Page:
Silver Linings: The creative potential of uncertain times

Jessica Symons

This panel calls for ethnographic accounts of communities or people who have engaged creatively with rapidly changing socio-economic and political contexts. It seeks to explore the underlying iterative and discursive processes through which creative activity is dispersed, focusing in particular on the way people respond to uncertain circumstances

The creative industries are currently valued at £84.1 billion per year to the UK economy (DCMS 2016). Music, theatre and arts are combined with digital and film sectors to celebrate and promote original and innovative output on an international stage. The British, it seems, are increasingly recognised as ‘global leaders’ in creativity – an ‘innovative nation’ (Creative Industries 2016). However, creativity is not just located in particular sectors. Anthropologist Leach argues for a ‘dispersed creativity’ where ‘creativity itself lies in the relationships between differentiated elements…The particularity of the outcome (its novelty, value, unique appearance or whatever) is a function of a kind of initial dispersal of agency and knowledge’ (Leach 2007:22).

Ethnography is well situated for getting under the skin of creative aptitude by going beyond sectors or end products of creative activity. Drawing on the principle of creativity as an adaptive process (Symons 2015) that requires fluid responsivity to circumstances, there is much creative work in an era of rapid change. While many people are overwhelmed and challenged by such dynamics, others are exhilarated and excited by the wealth of opportunities that emerge. Ethnographers situated in communities are well positioned to identify and understand those that embrace uncertainty and respond adaptively to it. Furthermore, urban contexts are particularly demanding on communities with regards to adaptation. The current trend for resilient cities implicitly asks for creative responses to rapid change.

Through shared insight from multiple ethnographic contexts, this panel can explore and compare the relational characteristics of adaptive individuals and their circumstances. It can consider the individuals, communities and situations that produce adaptive behaviour and identify similarities and differences. It can attend to the value that adaptive individuals bring to their communities and attempt to profile an adaptive community itself.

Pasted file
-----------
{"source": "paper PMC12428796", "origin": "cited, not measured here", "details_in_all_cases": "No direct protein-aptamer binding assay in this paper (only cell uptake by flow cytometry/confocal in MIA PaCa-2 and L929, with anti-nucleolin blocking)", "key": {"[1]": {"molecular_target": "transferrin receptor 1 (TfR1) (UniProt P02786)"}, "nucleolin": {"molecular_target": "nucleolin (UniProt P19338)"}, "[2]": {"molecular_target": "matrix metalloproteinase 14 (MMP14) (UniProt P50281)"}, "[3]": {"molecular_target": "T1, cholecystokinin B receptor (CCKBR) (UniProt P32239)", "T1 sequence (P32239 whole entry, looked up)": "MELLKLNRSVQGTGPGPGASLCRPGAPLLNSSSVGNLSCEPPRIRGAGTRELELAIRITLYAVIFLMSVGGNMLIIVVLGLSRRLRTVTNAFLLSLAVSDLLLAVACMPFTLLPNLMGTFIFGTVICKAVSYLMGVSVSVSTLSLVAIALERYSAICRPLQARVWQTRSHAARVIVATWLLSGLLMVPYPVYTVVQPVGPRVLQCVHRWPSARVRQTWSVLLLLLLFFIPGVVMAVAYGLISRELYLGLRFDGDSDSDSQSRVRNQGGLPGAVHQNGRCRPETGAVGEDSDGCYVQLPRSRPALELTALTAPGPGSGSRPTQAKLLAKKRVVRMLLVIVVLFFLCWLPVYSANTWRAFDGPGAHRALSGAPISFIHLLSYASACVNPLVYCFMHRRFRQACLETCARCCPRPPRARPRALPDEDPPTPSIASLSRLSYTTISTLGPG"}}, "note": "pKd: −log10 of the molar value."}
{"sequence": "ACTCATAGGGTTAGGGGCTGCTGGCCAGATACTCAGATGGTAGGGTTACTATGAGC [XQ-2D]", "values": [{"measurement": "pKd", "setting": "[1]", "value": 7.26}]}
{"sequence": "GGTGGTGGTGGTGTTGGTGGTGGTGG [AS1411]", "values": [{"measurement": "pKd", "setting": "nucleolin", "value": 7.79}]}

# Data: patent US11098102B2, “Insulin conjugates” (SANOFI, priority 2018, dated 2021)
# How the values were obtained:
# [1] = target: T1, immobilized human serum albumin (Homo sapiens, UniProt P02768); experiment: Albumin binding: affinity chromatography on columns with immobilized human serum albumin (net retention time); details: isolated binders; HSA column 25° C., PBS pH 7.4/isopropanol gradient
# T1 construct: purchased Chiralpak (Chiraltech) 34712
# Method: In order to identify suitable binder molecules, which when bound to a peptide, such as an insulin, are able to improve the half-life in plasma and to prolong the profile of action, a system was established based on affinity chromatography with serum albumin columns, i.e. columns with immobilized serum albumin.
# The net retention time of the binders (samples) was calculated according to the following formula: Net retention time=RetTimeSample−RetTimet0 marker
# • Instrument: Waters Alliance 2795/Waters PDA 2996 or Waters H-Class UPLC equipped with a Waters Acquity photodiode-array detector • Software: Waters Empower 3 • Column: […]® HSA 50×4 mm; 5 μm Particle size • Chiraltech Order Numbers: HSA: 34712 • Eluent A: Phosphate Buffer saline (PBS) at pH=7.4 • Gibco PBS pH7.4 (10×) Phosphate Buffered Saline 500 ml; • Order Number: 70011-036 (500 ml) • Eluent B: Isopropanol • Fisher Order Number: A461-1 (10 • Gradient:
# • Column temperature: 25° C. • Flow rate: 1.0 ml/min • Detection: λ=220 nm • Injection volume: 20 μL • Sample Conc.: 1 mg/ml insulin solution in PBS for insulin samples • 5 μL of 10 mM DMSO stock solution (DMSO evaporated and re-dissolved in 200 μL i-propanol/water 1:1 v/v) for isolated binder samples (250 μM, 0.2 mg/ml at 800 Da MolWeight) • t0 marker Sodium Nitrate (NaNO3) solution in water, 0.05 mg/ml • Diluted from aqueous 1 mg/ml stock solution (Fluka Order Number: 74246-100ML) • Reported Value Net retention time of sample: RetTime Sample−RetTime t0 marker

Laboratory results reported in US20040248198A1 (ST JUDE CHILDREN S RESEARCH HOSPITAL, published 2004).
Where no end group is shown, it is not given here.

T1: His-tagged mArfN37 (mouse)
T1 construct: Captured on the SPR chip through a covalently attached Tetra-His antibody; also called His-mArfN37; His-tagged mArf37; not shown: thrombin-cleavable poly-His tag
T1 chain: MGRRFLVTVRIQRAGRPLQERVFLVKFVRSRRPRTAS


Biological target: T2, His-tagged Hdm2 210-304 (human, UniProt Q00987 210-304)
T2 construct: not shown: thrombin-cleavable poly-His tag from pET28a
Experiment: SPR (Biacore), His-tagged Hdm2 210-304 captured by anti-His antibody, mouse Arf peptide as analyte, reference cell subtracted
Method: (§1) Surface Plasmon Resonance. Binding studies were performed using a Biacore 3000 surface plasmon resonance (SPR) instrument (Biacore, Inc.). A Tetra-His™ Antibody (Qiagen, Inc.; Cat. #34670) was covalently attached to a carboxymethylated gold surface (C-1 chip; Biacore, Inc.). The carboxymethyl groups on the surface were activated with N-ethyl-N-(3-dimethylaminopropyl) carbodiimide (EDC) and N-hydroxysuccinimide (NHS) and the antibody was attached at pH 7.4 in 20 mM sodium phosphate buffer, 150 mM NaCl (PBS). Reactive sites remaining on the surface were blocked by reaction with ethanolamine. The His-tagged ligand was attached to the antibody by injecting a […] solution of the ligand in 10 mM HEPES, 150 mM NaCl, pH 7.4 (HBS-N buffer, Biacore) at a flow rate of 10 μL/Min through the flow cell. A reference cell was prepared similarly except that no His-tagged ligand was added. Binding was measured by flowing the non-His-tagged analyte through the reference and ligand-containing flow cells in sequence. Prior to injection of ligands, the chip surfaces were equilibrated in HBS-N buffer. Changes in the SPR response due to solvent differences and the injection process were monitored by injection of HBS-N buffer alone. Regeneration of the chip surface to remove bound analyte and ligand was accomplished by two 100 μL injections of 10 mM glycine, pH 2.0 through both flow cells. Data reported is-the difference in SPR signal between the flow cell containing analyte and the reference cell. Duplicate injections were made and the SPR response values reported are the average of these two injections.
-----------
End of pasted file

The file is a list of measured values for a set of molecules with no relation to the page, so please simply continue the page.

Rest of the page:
Panel papers should identify situations where people responded creatively - adaptively and productively - in rapidly changing and uncertain situations. They should explore moments when such situations occur and unpack their significance for providing insight into adaptive/creative behaviour. The panel discussion will look for patterns across different contexts and ask what makes adaptive/creative activity distinctive and, in particular, what can be learned from such situations. It will ask what there is to learn from people who embrace uncertainty and where are their motivations and interests are directed. It can also explore how such people are received in their own environments and how this affects their activity.

Topics covered by papers may include macro themes such as Brexit, the Anthropocene, environmental degradation, war, terrorism, civil rights disputes, political stagnation and corruption or micro contexts in communities, households, workplaces and families. Paper contributors could be ethnographers of cities, organisations, networks or communities, decision/policy makers focused on creative industries or urban/community practitioners.

Please submit a 500 word abstract or proposal by Tuesday 28th February 2017.